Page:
You’re Invited to a Progressive Dinner
If you’re looking for a new way to have a fun night out with friends, consider a progressive dinner. During a progressive dinner successive courses of a meal are served at different locations. Commonly used as a format for neighborhood social events or fundraisers, progressive dinners engage guests to sample a different course at each different location. The concept is simple and fun; have a bite to eat at stop one and a taste of something else at stop two and keep moving until your meal is complete.Mount Mary is well positioned with multiple ethnically diverse restaurants within a three mile radius of campus, so designing a progressive meal that mixes the best of many cultures is extremely accessible. Traveling from Mount Mary to Vietnam would log you 8,352 miles. To India 7,957 and to Jamaica a mere 1,833. However you can experience a taste from each, all in the same day, without going more than three miles from campus. A progressive meal of this scale requires your guests to arrive very hungry and may necessitate scheduling a looonnggg walk on the Menomonee River Parkway in between courses to keep everyone from falling into a food coma. But consider it inspiration the next time you want to experience authentic tastes of far off lands all within easy reach of campus.
Appetizers – Pho One24
Pho One24, located at 3705 N. 124th Street in Brookfield, prides itself as a contemporary Vietnamese restaurant. If you’ve never had pho (pronounced “fuh,” rhymes with “duh”) think of a hot steaming bowl of meat or vegetable broth with your choice of protein, vegetables and rice noodles. All orders of pho come with a side plate of sprouts, a sliced lime, fresh herbs and hot peppers for you to dress your pho as you like. Pho can run the spectrum from basic imagine chicken rice-noodle soup) to exotic (rare steak, flank tendon, tripe and meatballs). On my visit my friend stayed tame with her delicious pho ga, chicken and rice noodles in chicken broth, but we did branch out with two different orders of spring rolls. We devoured the cha gio, which were four fried pork spring rolls served with a house chili sauce.
They were fantastic and highly recommended. We also tried the goi cuon tom, fresh spring rolls with shrimp, cold vermicelli noodles and fresh mint. The mint surprised both myself and my friend. Our palates weren’t used to the flavor and texture combination of the sweet mint mixed with the cold noodles and bland fresh roll wrap. That aside, Pho One24 did not disappoint. Try it out the next time you are in the mood for delicious spring rolls, a hot bowl of soup with a Vietnamese twist, or really anything from their menu such as authentic sandwiches and noodle bowls that may please your palate.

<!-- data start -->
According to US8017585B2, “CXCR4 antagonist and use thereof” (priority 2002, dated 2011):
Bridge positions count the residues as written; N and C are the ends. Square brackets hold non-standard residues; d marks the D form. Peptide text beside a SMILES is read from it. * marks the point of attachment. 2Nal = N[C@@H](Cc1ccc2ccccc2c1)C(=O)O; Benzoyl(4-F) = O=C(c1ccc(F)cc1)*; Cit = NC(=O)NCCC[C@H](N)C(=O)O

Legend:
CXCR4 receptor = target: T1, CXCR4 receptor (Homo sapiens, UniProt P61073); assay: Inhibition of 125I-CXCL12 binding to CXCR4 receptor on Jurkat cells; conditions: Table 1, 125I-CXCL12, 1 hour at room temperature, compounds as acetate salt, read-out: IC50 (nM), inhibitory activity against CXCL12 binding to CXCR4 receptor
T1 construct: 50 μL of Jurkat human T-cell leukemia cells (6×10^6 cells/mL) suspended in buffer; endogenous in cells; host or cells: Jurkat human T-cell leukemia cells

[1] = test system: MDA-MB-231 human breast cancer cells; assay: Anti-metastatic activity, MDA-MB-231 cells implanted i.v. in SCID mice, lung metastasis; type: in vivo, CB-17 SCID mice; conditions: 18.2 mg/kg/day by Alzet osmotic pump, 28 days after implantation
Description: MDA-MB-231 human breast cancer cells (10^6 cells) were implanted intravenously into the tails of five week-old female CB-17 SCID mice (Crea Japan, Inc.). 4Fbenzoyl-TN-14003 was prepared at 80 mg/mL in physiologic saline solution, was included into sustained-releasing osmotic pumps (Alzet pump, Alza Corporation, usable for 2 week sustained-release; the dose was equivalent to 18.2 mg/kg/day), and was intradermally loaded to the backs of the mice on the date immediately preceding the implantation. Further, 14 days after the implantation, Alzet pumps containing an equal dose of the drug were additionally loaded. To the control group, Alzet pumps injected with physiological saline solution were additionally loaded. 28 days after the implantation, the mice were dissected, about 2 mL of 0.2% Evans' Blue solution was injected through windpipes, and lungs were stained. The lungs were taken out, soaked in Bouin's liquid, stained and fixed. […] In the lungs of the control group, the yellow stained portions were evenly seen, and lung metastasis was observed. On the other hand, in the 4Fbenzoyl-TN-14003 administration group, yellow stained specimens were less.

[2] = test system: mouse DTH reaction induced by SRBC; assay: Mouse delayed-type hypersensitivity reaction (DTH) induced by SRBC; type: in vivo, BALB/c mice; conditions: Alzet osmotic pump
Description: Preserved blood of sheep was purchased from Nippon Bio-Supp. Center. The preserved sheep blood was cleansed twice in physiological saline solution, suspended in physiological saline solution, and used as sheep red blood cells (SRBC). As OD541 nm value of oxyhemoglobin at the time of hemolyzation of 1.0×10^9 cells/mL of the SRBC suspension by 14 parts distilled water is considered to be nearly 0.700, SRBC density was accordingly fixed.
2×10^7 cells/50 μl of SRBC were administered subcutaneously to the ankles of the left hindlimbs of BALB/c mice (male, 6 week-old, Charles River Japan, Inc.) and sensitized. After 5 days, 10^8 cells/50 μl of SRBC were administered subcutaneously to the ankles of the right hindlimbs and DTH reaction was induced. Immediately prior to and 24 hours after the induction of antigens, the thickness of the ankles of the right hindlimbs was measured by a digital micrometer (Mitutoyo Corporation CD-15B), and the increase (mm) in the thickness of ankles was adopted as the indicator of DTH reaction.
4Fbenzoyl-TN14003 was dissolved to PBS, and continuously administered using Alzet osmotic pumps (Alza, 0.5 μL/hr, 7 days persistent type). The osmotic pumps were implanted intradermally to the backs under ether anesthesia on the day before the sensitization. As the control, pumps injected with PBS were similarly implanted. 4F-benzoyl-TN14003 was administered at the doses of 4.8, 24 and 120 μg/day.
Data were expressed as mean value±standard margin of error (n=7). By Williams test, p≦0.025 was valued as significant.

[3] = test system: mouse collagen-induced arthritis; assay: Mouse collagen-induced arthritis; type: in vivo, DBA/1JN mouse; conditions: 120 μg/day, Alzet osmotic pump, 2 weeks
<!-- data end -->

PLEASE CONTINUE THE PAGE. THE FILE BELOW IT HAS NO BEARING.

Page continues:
Main Course – Irie Zulu
Irie Zulu, located at 7237 W. North Avenue in Wauwatosa, takes a unique approach to serving two different ethnic cuisines. Flavors of Africa are served Tuesday and Wednesday. Flavors of Jamaica are served Thursday and Friday. On Saturday and for Sunday brunch they serve the best of both. I was fortunate to visit on a Friday for the Jamaican menu. Bring on the spice! Caribbean jerk gets its kick from a blend of chilies,
thyme, cinnamon, garlic and nutmeg. Jerk brings heat and flavor to meat and vegetables. My table of friends split two entrees, the ultimate jerk chicken and the Jamaican jerk fish. One of my friends said the spicy chicken made his lips burn, in a good way. I thought the heat was balanced right with the seasoning and flavor. We also enjoyed sides of red beans and rice, fried plantains, and sautéed cabbage and carrots. All were rich and aromatic, flavorful and filling. Irie Zulu has a cozy dining room with small but sufficient bar lining the west side. As I ate, the spice evoked images of dining under the hot sun, with the Caribbean ocean in sight and sand between my toes. Stop in to see if your taste buds take you on the same kind of trip.
Dessert – India Garden
India Garden, located at 2930 N. 117th Street in Wauwatosa, has a large menu full of great curries, fantastic naan, masala chicken and vegetables … the list goes on. In addition they have a whole page dedicated to dessert. Half of the dessert menu features ice cream, but I was going for a diverse food adventure, so standard ice cream wouldn’t cut it. I ordered four different authentic Indian desserts:
• Gulab jamun was described on the menu as “fried balls of nonfat dry milk and cottage cheese, soaked in sugar syrup.”
They were very similar to doughnuts.
• Kheer was described as rice cooked in sweetened milk, raisins and nuts. This was served cold. Contrary to the menu description, I did not have any raisins or nuts in the version I was served.
• Next up was gajar halwa, grated carrots cooked gently in a milk reduction. This was more savory than sweet and did not even taste like dessert. It reminded me of sweet potato casserole.
• Lastly was ras malai, fresh homemade cheese patties cooked in a special condensed milk with pistachios. This was also served cold. These desserts were definitely a change from the American and European desserts I am used to. There was no chocolate, no glazed fruit, no cookies, no cakes. Flavorings and spices were exotic and hard to identify. However, if you’re in the mood to try a sweet ending that’s a bit more unusual, India Garden is a great option.